6. Pop culture or academia?
7. What is the toughest scene you ever wrote?
I always have trouble with book endings. The last scene in For Blood or Money was very painful for me to write and I wrote two (unpublished) sequels before I could put it to rest. On the other hand, the entire story of Steven George & The Dragon was written to get to the last scene. I knew what that was months before I wrote it. I think anytime you write something that is painful for a character you love, it is painful for the author.
8. Where do you find your inspirations to write?
9. Food you could eat everyday.
10. Are you into sports or other physical activities?
11. What kind of music speaks to you?
12. Do you outline your stories or do they just take you along for the ride?
Yes. Different stories require different approaches. I spent months planning and outlining For Blood or Money—entire wall-charts filled with what was happening to each character in each chapter of the story, whether they were in the chapter or not. Then I wrote the entire story in less than 30 days. On the other hand, I had a starting point for an OCD dragonslayer counting the footsteps on his quest and an end-point facing his dragon in Steven George & The Dragon. Neither Steven nor I had any idea how we were going to connect the two. But I wrote that in 30 days as well. The fact that I draft a book in 30 days (that’s my rule), however, doesn’t mean that it’s finished then. I re-write and revise as much as two or three years before I’m satisfied with it enough to publish.
13. Celebrity crush.
14. Who are the biggest influences on your work?
15. Do you still watch cartoons?
I had to answer this question. I never really watched cartoons much when I was growing up, though I loved Mighty Mouse and Tom Terrific. That dates me. But my 18-yo daughter and her friends kept talking about Anime, so I grabbed her Netflix list and started watching The Claymore. One thing led to another and I have watched more cartoons in the past two months than in all the years growing up! I think it’s a phase I’m going through. My wife certainly hopes so!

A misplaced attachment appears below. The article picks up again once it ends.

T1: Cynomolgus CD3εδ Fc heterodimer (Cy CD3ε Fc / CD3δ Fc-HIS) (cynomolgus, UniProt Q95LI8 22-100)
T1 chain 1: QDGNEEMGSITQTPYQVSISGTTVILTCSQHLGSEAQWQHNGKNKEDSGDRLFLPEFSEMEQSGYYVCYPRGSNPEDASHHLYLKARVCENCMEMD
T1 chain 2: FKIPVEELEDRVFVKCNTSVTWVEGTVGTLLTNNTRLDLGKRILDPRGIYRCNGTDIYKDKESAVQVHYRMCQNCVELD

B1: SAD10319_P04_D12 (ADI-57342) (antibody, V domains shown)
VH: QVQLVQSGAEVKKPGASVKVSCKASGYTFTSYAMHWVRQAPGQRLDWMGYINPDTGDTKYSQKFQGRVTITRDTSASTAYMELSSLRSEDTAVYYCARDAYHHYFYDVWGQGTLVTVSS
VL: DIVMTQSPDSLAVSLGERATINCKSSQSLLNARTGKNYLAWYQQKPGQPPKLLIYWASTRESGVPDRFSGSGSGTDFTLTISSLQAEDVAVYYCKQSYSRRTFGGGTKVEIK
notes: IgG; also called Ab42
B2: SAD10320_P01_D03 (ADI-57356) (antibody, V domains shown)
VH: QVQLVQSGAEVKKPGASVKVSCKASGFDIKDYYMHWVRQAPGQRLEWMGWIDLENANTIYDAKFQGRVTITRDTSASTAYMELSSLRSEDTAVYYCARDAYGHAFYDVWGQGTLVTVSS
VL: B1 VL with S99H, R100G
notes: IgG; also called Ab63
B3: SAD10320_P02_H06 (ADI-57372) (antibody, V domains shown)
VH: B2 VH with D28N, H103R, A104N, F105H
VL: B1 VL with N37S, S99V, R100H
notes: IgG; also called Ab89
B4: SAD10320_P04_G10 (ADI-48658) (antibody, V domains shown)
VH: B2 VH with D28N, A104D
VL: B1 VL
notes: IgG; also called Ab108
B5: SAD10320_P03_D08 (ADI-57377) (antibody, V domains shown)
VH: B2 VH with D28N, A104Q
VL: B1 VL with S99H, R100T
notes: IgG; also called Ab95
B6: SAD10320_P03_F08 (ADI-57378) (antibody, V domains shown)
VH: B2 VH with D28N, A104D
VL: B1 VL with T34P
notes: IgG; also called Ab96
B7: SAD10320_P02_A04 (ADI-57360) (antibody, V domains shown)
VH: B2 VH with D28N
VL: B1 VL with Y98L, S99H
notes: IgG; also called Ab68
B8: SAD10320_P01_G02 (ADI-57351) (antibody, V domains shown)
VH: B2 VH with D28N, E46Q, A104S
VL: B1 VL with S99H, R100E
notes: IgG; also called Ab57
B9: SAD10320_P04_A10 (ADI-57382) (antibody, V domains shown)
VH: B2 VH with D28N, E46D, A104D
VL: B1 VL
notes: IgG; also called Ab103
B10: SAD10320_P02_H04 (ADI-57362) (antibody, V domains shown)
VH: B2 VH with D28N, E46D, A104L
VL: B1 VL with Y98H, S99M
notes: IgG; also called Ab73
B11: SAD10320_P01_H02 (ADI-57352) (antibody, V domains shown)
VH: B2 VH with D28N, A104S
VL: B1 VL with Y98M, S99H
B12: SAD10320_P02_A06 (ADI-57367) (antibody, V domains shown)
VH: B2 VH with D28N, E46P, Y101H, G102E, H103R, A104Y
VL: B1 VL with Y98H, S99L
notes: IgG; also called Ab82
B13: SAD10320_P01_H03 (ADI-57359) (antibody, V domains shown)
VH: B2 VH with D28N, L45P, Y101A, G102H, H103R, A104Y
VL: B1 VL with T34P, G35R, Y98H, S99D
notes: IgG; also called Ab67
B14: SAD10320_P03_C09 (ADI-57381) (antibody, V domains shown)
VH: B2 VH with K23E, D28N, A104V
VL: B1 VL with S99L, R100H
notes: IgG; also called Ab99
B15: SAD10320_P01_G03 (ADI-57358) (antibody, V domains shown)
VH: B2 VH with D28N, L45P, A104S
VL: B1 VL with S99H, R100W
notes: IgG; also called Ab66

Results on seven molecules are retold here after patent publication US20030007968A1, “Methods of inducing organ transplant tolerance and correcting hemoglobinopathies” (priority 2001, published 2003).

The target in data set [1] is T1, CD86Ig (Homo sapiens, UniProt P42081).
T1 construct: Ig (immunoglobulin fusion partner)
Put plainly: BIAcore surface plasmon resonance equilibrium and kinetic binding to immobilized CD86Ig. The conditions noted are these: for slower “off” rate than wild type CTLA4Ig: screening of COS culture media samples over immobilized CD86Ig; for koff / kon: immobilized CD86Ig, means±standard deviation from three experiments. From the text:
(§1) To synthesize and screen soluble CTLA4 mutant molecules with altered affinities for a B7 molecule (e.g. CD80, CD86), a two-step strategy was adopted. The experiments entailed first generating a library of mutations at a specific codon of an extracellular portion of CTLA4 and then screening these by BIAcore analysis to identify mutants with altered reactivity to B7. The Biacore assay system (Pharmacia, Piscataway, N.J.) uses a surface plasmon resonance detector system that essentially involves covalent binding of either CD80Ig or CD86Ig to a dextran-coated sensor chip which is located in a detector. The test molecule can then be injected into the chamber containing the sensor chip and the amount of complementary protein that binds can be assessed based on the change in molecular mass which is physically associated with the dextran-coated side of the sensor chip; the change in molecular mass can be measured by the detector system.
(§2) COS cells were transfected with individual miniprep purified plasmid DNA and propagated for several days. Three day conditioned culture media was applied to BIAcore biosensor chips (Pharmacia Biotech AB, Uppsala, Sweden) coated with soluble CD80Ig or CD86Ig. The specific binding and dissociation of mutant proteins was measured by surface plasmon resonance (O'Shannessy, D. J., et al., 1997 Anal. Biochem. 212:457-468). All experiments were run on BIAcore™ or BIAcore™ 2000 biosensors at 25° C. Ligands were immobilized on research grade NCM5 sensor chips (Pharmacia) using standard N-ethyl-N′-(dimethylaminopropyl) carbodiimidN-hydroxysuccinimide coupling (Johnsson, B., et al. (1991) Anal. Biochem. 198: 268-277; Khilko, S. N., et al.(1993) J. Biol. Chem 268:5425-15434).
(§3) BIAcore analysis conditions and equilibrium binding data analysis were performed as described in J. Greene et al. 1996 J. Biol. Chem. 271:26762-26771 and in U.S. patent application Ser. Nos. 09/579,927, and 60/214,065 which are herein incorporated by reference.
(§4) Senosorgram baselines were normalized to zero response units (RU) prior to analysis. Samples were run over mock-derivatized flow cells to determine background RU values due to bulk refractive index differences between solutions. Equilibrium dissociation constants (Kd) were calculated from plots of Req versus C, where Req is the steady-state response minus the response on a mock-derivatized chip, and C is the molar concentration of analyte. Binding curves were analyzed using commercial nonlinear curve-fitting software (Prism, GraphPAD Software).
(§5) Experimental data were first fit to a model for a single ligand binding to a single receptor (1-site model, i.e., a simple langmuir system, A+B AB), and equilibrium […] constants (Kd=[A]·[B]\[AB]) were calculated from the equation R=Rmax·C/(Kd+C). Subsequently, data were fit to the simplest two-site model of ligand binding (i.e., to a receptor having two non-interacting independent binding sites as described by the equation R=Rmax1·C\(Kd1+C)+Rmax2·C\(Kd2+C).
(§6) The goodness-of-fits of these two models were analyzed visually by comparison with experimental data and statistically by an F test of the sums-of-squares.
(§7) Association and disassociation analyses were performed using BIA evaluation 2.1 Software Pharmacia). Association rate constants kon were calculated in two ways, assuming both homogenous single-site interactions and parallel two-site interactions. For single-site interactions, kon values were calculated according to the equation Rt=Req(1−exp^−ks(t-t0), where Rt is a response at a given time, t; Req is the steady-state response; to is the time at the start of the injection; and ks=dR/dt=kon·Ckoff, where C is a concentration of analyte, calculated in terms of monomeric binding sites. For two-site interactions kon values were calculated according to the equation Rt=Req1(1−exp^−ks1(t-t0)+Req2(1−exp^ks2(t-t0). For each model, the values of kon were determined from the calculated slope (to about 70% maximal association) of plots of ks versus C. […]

Nathan Everett has been involved in the publishing industry for over 30 years as a writer, designer, and publisher. He is managing editor of Long Tale Press. He began publishing magazines and trade journals in the early 80s and was among the first “desktop publishers” in the country, training graphic artists and production technicians on the new computerized technology. He has six patents in the field of page layout and typography and worked on the OeBF ePUB 1.1 specification. He is author of four published books, Publication Design from Corporate Publishing (1988), For Blood or Money from Long Tale Press (2009), Feeding the Board (fund-raiser cookbook for Studio East, 2010), and the recently independently-published Steven George & The Dragon (2011). His upcoming thriller, The Gutenberg Rubric, will be released in mid-July.
Nathan lives in the Pacific Northwest with his wife, daughter, and two rescued greyhounds. He only writes when it’s raining, so it’s been a very productive year!